I remember the first song that ever made my cry: “My Heart Will Go On” by Celine Dion.
As a child, I was obsessed with Celine Dion. Hers was the very first CD I ever owned and would listen on my crappy CD player while I walked to the bus stop with my older sister every morning in elementary school.
I always had to skip “My Heart Will Go On” because tears would roll down my little cheeks as I walked under the palm trees dripping with morning dew. I couldn’t help it. Something about that song just touched a deep node of my soul and pulled tears to my eyes.
Even now, that song still does something to me. In college, my roommates made fun of me relentlessly for my love of Celine Dion, but her voice got me through some of the roughest and most traumatic parts of my childhood.
All my life, music has been there for me in times of crisis.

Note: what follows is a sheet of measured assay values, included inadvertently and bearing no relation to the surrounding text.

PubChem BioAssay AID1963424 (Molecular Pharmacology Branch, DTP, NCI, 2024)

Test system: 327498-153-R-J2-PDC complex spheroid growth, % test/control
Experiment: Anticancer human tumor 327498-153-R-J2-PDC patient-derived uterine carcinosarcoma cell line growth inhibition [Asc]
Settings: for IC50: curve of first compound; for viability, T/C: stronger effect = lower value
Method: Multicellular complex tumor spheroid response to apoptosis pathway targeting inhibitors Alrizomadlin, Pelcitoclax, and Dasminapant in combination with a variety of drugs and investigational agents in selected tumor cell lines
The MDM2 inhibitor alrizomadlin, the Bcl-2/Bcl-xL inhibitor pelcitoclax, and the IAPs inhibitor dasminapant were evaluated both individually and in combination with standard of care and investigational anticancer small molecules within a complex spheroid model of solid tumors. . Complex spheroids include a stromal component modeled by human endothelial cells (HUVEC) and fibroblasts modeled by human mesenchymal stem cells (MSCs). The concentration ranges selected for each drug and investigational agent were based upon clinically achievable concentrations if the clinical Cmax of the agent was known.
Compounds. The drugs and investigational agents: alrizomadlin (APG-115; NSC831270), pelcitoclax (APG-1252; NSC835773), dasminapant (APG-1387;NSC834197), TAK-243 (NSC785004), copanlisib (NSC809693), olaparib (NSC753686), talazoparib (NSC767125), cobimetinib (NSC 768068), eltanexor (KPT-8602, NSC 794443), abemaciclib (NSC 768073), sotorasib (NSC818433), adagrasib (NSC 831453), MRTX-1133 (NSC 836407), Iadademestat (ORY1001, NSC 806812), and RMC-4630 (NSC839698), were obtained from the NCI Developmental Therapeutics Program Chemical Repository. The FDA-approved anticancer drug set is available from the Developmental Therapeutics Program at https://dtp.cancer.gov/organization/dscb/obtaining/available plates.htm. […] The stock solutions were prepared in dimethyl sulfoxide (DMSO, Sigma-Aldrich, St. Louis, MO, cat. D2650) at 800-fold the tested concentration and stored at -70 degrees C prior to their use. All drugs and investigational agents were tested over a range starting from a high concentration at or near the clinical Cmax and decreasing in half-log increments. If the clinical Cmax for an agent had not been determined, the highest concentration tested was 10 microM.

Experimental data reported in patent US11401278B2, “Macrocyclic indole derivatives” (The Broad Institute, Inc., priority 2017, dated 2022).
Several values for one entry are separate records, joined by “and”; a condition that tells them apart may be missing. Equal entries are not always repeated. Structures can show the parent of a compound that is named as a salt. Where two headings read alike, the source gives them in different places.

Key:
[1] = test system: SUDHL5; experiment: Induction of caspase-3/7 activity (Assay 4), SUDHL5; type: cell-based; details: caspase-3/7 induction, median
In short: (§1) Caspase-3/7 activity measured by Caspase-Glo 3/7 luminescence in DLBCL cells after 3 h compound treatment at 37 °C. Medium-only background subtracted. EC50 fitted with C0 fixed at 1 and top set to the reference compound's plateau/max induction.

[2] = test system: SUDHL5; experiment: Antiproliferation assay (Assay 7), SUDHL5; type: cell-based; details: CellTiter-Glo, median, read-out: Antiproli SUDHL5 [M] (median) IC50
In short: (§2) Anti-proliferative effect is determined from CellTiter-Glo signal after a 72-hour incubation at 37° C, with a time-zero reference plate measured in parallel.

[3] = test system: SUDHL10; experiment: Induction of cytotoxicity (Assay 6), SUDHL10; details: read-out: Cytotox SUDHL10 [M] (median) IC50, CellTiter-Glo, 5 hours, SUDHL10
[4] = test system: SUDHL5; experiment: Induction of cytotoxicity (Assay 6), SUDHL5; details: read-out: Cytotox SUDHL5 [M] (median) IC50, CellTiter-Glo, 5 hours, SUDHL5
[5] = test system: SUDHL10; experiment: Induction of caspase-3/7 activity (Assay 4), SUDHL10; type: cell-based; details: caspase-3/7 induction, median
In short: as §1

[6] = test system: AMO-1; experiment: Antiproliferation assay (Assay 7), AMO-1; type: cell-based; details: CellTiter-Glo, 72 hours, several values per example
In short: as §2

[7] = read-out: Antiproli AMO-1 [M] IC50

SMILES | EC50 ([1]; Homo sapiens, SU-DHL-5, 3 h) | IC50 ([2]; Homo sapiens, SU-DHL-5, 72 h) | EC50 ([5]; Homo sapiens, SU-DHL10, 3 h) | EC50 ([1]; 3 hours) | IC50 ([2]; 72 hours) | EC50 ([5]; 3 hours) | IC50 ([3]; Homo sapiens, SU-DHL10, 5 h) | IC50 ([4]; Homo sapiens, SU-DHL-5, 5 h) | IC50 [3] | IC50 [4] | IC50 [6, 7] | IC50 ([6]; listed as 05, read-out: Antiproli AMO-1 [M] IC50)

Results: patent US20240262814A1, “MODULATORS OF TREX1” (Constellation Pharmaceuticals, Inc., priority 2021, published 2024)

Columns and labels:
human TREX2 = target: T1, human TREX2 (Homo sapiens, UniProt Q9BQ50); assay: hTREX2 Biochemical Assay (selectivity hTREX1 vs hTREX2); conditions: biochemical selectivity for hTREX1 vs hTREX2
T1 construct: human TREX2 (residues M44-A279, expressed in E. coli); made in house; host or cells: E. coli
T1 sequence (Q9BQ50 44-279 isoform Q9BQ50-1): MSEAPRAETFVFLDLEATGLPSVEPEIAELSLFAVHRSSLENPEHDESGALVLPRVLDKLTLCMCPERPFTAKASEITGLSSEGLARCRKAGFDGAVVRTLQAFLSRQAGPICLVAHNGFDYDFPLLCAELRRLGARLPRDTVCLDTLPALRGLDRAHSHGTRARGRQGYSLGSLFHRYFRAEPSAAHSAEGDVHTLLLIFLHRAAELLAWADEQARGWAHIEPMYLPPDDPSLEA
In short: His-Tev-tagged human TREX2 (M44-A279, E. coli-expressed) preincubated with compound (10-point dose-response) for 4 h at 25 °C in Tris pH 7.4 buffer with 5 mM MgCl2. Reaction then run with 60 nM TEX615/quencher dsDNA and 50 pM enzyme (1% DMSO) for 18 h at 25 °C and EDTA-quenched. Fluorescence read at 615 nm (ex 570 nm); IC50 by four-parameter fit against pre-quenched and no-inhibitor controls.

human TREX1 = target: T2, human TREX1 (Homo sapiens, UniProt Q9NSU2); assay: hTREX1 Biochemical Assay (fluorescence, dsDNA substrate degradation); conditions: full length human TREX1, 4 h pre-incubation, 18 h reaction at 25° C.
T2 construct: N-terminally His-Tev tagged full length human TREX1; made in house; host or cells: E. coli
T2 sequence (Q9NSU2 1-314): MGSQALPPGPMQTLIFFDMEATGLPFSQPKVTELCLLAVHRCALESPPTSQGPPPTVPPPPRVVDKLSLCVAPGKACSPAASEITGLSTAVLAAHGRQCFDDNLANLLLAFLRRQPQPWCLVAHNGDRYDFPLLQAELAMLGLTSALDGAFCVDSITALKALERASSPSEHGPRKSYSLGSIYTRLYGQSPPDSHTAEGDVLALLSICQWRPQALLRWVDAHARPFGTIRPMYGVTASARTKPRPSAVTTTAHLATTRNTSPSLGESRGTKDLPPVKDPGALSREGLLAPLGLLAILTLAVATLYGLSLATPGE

As a teenager, I used to plug my headphones into my computer and hide beneath the covers. The tears would flow freely then, hating my life but not knowing any other way to process it other than finding myself in the lyrics of a depressing song.
It was as though these artists understood me, deep down to the core. More than anyone who actually surrounded me.
And more, music didn’t leave me. It couldn’t. It was always there, waiting for me to plug myself in and forget the rest of my life.
I wrote my own songs sometimes, though I never shared them with anyone. No one knew how much I loved to sing because I froze the moment that I tried to do so in front of anyone else, so it wasn’t hard to hide. But when the house was empty, I’d take to the high-ceilings of the living room and belt it out.
It was a primal urge for me, singing. It wasn’t just a compulsion — it was a need. I wasn’t good — I’m still not great, even after decades of solo practice. But I enjoy it. The power of music coming from me is intense, but it helps me to moderate my raging emotions. I’m always on the edge of overload, and singing helps to release some of that.